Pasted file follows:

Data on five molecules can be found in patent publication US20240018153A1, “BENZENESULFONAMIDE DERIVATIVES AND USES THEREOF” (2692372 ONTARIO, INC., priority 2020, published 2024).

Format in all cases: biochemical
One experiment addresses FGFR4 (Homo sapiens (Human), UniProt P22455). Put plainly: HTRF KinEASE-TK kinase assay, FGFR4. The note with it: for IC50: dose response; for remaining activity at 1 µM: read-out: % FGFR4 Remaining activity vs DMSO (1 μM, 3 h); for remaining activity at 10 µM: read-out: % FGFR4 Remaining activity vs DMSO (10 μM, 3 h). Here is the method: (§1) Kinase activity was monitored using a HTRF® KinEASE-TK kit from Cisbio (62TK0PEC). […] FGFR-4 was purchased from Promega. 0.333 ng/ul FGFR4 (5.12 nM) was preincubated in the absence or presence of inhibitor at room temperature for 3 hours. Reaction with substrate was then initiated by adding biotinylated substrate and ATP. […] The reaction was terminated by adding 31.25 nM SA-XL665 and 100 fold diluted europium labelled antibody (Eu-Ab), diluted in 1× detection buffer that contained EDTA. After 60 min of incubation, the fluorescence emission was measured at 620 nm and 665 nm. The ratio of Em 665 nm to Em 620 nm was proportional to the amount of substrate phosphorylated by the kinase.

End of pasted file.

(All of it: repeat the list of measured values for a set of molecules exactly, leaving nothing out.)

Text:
Data on five molecules can be found in patent publication US20240018153A1, “BENZENESULFONAMIDE DERIVATIVES AND USES THEREOF” (2692372 ONTARIO, INC., priority 2020, published 2024).

Format in all cases: biochemical
One experiment addresses FGFR4 (Homo sapiens (Human), UniProt P22455). Put plainly: HTRF KinEASE-TK kinase assay, FGFR4. The note with it: for IC50: dose response; for remaining activity at 1 µM: read-out: % FGFR4 Remaining activity vs DMSO (1 μM, 3 h); for remaining activity at 10 µM: read-out: % FGFR4 Remaining activity vs DMSO (10 μM, 3 h). Here is the method: (§1) Kinase activity was monitored using a HTRF® KinEASE-TK kit from Cisbio (62TK0PEC). […] FGFR-4 was purchased from Promega. 0.333 ng/ul FGFR4 (5.12 nM) was preincubated in the absence or presence of inhibitor at room temperature for 3 hours. Reaction with substrate was then initiated by adding biotinylated substrate and ATP. […] The reaction was terminated by adding 31.25 nM SA-XL665 and 100 fold diluted europium labelled antibody (Eu-Ab), diluted in 1× detection buffer that contained EDTA. After 60 min of incubation, the fluorescence emission was measured at 620 nm and 665 nm. The ratio of Em 665 nm to Em 620 nm was proportional to the amount of substrate phosphorylated by the kinase.